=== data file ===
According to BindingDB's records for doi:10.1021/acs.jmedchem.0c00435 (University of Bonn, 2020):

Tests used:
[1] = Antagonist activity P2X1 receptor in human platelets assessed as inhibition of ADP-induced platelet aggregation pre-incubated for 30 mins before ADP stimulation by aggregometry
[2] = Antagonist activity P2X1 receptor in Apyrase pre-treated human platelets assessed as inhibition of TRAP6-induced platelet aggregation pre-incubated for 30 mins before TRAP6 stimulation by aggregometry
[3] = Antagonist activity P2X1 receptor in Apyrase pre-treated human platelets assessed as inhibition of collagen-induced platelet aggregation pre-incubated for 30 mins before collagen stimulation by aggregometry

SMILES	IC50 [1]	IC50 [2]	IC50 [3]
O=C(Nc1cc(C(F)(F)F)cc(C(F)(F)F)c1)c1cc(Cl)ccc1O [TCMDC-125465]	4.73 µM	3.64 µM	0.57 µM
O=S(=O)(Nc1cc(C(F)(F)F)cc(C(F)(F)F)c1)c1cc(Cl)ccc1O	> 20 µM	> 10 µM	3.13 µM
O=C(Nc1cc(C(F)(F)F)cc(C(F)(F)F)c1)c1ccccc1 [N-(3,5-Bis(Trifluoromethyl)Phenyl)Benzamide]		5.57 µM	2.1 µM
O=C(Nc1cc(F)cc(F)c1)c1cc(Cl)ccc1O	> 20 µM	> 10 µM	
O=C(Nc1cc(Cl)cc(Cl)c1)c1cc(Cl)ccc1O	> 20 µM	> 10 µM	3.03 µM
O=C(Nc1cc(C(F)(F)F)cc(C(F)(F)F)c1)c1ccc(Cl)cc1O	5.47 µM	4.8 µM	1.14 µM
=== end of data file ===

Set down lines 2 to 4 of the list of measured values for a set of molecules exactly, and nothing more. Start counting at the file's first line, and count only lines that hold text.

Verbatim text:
Tests used:
[1] = Antagonist activity P2X1 receptor in human platelets assessed as inhibition of ADP-induced platelet aggregation pre-incubated for 30 mins before ADP stimulation by aggregometry
[2] = Antagonist activity P2X1 receptor in Apyrase pre-treated human platelets assessed as inhibition of TRAP6-induced platelet aggregation pre-incubated for 30 mins before TRAP6 stimulation by aggregometry